There have been a number of items occurring in Ottawa this week that are deserving of mention. Most important I believe is a report from Canada’s Auditor General Michael Ferguson describing challenges that some veterans encounter in obtaining mental health services and benefits. I believe all Canadians agree strongly that lengthy delays for veterans services and benefits are unacceptable and more so in an important area such as mental health. While it is true that Canada currently has 415 full time mental workers and a ratio of soldiers to mental health support professionals that is one of the highest in NATO these services are of limited value if they cannot be readily accessible by those who need them.
One of the challenges in providing specialized government services is ensuring that the services are provided to those intended to receive them. Recently many citizens in Ottawa were shocked and disturbed to discover an individual who is not a member of our armed forces wearing a decorated uniform on Remembrance Day. The end result of this unfortunate incitement has resulted in death threats and an official police investigation.  While it is obviously important to have a process the can identify veterans in need of services from those who have not served, we must also ensure this process is timely and can be navigated easily by veterans and their family members. From all accounts this is a process that needs improvement and I am certain I speak on behalf of all citizens in Okanagan-Coquihalla in supporting further measures that simplify and expedite this process.
Also occurring in Ottawa this week is the ongoing fallout over two members of the Liberal caucus being suspended for alleged personal misconduct involving two unidentified members of the NDP caucus. Although I have been asked about this particular issue it is generally my rule not to comment on the actions of others within and outside the House of Commons. This issue has been the focus of many in Ottawa media circles and in my view that can take away from other items of importance also occurring on Parliament Hill. I do believe it is important to send a strong message that violence of any kind against women is unacceptable and the past few weeks in Ottawa should serve as a reminder of the need for respectful relations within and outside of the workplace and always erring on the side of caution.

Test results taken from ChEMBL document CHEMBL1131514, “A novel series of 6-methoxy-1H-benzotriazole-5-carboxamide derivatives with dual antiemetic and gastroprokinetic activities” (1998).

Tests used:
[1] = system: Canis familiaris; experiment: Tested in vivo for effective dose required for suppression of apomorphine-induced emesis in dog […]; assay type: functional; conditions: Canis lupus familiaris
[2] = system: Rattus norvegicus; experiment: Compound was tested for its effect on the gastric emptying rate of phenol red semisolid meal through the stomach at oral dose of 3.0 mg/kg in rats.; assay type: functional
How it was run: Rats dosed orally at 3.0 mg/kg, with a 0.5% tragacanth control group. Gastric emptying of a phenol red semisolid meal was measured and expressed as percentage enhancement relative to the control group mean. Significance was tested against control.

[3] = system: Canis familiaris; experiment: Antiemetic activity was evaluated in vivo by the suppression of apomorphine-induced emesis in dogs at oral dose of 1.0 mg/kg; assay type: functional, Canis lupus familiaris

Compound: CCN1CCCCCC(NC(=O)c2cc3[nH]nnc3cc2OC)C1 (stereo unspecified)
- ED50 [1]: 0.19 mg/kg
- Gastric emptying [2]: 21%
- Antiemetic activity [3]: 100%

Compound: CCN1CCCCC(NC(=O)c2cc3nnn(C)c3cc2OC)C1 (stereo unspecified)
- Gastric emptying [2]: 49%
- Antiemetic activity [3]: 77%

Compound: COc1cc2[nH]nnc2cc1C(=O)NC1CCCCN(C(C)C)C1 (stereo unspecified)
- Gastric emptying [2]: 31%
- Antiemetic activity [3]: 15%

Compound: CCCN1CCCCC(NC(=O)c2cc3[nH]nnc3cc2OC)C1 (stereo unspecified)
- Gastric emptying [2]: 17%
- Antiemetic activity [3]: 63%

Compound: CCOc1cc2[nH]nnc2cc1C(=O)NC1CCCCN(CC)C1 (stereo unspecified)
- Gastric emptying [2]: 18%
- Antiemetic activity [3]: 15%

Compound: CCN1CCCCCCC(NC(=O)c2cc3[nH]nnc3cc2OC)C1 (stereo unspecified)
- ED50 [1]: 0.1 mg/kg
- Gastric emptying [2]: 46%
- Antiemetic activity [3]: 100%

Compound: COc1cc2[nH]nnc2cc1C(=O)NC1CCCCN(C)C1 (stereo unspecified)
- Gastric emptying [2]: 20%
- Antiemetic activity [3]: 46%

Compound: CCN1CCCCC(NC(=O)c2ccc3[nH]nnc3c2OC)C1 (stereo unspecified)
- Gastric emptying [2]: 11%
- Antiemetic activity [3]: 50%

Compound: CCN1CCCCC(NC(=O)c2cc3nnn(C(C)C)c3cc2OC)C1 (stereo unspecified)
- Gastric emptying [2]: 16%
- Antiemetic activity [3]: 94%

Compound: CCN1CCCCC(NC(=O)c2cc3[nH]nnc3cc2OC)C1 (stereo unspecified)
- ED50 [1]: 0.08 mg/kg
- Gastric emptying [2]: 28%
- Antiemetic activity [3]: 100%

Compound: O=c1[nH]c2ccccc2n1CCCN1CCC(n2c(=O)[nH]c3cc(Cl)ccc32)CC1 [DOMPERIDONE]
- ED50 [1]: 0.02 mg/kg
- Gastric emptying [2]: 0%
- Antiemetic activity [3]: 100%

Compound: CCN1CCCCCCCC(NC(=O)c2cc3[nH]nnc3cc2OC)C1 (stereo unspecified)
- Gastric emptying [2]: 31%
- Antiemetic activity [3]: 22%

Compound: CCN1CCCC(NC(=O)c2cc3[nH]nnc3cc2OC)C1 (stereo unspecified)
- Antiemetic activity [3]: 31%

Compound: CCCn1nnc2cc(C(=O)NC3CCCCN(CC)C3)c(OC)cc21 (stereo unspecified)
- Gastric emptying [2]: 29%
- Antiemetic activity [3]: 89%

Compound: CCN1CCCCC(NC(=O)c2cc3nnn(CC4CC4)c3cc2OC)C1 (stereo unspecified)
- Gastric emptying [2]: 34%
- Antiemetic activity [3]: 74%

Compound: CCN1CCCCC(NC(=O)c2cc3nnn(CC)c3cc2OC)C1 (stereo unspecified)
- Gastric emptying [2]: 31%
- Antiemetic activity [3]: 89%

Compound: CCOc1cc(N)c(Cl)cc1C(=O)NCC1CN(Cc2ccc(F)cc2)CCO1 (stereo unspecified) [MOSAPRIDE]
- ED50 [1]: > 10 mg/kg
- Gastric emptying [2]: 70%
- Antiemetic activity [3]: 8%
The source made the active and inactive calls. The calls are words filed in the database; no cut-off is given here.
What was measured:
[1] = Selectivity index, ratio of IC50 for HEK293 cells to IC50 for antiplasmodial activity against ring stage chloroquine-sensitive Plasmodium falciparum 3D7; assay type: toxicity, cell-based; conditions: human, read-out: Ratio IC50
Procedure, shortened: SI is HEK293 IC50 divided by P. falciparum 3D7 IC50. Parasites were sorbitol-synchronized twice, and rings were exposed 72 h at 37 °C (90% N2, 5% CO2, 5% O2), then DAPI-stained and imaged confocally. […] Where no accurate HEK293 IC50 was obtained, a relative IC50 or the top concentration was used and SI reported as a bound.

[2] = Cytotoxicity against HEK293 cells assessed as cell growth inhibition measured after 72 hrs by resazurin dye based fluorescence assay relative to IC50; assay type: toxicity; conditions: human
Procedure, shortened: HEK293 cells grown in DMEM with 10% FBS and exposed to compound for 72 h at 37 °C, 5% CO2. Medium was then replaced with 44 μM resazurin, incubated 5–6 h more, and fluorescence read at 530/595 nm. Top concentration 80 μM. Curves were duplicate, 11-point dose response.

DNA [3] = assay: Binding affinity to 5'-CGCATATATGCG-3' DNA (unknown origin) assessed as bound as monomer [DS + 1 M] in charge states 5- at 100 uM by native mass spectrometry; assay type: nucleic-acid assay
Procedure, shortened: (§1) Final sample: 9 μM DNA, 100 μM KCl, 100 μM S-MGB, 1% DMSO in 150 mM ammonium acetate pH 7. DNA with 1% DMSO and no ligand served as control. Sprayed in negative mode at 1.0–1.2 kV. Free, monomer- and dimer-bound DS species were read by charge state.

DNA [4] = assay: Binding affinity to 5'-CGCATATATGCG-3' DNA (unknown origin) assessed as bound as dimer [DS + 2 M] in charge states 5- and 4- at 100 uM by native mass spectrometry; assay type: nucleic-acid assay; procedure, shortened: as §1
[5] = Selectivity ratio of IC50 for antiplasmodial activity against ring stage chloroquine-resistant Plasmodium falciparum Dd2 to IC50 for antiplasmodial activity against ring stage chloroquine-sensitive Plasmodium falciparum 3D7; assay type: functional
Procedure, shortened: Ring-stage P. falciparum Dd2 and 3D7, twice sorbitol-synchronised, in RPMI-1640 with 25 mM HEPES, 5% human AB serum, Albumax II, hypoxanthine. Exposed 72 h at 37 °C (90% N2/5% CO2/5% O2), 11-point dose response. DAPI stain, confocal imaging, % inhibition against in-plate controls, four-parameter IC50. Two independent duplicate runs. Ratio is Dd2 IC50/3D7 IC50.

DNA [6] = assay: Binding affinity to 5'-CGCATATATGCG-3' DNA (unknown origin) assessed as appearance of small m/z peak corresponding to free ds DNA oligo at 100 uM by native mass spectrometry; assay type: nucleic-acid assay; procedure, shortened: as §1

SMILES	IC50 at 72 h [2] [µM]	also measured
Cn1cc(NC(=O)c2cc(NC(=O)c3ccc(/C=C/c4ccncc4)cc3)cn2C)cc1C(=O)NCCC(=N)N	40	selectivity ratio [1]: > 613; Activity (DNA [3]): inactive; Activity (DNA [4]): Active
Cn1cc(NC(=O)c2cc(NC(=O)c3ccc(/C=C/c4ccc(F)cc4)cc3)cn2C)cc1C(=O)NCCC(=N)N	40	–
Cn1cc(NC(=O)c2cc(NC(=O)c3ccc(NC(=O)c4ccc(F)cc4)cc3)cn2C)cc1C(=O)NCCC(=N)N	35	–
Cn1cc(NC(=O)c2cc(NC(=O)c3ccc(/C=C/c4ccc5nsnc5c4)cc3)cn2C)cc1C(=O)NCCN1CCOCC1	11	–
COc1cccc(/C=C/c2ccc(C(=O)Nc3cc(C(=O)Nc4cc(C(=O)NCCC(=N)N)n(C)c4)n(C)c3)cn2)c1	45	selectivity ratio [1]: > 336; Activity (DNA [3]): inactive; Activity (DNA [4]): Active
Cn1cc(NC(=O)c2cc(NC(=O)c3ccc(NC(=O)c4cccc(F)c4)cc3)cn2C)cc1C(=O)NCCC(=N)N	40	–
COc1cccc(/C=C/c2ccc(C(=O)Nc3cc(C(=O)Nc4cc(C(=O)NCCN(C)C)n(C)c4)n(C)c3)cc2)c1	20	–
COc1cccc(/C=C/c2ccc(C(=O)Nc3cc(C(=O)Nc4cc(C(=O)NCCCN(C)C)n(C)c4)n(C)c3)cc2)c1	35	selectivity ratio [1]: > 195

Also occurring in Ottawa this week is debate on Government Bills C-42- Common Sense Firearms Licensing Act and Bill C-18- Agricultural Growth Act.  There is also a number of Private Members Bills such as Bill C-583- An Act to amend the Criminal Code (fetal alcohol spectrum disorder); Bill C-585– An Act to Amend the Federal-Provincial Fiscal Arrangements Act (Period of Residence) and Bill C-574- An Act to amend the Department of Public Works and Government Services Act (use of wood) For further information on these or any Bill before the House of Commons please do not hesitate to contact me.